In the Japanese practice of Hara Hachi Bu, one must stop eating as soon as one feels 80% full. Again, the thought behind it is that the brain takes time to register the last morsel ingested.

6 Eat in small portions

Do not lick clean that tiramisu cup at one go. Break it into smaller servings. Take one spoonful each day and there, you got more bang for your bucks, too.

7 Drink plenty of water-

Dehydration makes it hard for our body to metabolize glucose and subsequently release energy. Hence, it craves sugar for an instant fix. It is recommended to drink at least half a gallon of water everyday.

8 Get adequate sleep

This is perhaps the next best thing to eating chocolate. Lack of sleep is known to cause overeating as it disrupts the body’s natural hormonal balance.

9 Wait it out till the urge dies

Wait for ten minutes. Occupy yourself in some activity. Whoa! You no longer crave that dessert. Cravings come in waves and they eventually subside.

10 Distract your mind

Guide your thoughts to another place. Imagine yourself in your favorite movie or get involved in some chore like cleaning. Did you know that playing a game of Tetris can reduce your craving not just for chocolates but even for drugs, sex and sleep? Hmmm.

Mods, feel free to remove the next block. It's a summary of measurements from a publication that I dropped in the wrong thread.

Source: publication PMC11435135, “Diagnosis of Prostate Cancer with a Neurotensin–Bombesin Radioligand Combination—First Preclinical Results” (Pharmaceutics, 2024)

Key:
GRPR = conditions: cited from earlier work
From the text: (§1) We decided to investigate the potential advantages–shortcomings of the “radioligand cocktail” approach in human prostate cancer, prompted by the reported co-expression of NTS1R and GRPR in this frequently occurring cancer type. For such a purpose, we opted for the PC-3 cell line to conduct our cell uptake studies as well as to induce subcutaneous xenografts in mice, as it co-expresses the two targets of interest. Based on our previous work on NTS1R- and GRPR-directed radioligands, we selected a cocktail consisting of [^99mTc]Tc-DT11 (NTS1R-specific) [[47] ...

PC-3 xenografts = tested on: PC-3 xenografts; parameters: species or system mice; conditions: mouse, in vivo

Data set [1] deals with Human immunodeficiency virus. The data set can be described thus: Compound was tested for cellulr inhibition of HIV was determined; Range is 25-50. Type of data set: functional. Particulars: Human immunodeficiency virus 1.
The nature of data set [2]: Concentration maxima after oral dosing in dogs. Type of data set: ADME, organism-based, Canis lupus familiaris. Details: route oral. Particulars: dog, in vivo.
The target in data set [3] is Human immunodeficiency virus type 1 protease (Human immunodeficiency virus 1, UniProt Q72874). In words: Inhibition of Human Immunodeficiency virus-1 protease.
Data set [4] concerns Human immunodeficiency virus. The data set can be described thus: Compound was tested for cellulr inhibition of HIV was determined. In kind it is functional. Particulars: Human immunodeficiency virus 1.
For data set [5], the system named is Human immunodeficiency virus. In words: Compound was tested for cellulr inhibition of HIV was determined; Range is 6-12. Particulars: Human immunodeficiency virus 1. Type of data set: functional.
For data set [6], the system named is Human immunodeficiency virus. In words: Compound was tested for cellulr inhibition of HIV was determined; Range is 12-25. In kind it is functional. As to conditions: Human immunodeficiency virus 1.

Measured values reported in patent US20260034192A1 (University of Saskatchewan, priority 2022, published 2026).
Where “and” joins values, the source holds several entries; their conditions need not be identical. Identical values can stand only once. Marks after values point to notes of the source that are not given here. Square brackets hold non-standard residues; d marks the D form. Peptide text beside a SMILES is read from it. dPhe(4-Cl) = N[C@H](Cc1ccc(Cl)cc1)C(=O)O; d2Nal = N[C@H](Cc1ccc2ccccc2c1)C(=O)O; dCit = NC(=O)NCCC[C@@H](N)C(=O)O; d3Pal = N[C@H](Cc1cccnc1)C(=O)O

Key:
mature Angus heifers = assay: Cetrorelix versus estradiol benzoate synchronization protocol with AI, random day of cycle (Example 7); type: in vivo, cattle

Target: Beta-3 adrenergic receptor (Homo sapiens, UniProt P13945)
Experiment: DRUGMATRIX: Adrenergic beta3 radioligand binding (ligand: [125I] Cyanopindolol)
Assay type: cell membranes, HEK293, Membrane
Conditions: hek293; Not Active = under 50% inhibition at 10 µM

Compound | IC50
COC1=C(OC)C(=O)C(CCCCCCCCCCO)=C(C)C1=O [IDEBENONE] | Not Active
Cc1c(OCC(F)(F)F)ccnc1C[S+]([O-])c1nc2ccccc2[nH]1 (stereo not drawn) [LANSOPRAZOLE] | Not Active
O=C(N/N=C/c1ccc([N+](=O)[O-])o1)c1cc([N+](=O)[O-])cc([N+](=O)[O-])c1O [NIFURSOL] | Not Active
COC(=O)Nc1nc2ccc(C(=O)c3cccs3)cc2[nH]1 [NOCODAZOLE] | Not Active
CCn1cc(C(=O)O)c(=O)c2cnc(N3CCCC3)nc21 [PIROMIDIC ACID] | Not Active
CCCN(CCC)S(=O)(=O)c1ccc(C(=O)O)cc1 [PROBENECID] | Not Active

11 Accept your cravings

Watch your thoughts, do not fight them. Your cravings may lose their hold over you.

12 Use positive affirmations –

Scroll through pictures of gorgeous dresses you want to fit into. Say to yourself- I can control what I eat. I enjoy what I eat.

13 Form negative associations

Nitpick everything (Is effective in getting over a crush, too). Think of all the evil a bar of cocoa can unleash- make you gain weight, trigger acne, supplement your diet with cockroaches and, on a serious note, continue the exploitation of child labor.

If you love to picturize, then imagine your favorite treat in an unappetizing form. For instance, a dump of turd. (Now you will find the article image at the top less cringy.)

14 Set short-term goals and measure them-

Set a reasonable limit for chocolate consumption on a fortnightly basis. Check your weight regularly to stay motivated.

If the above tips are too overwhelming for your sentimental heart, then here’s one practical advise- Don’t shop them. Simple.

Tldr: Sleep well, exercise regularly and drink plenty of water. Eat chocolate when you are well fed. Include enough proteins in your diet and chew your food well. Eat sweets in small portions at a time. Substitute them with healthier options like dried fruits. Watch your cravings, wait till they die out. Distract your mind. Use positive affirmations to control your cravings and use negative associations to trigger repugnance towards sugar. Set short-term goals for moderate intake and measure the results.

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Hi, I am a 35-year-old wife and a mother to a 2yr old. Originally from Mumbai, India, I have recently made the US my home. For the last 12years I have been writing articles for increasing public awareness on issues of national interest and some other topics that pique my personal interest. In this process I have published a few books. My debut novel being- Love in a Time Machine, under the pen name- Minoo.

Greensboro, NC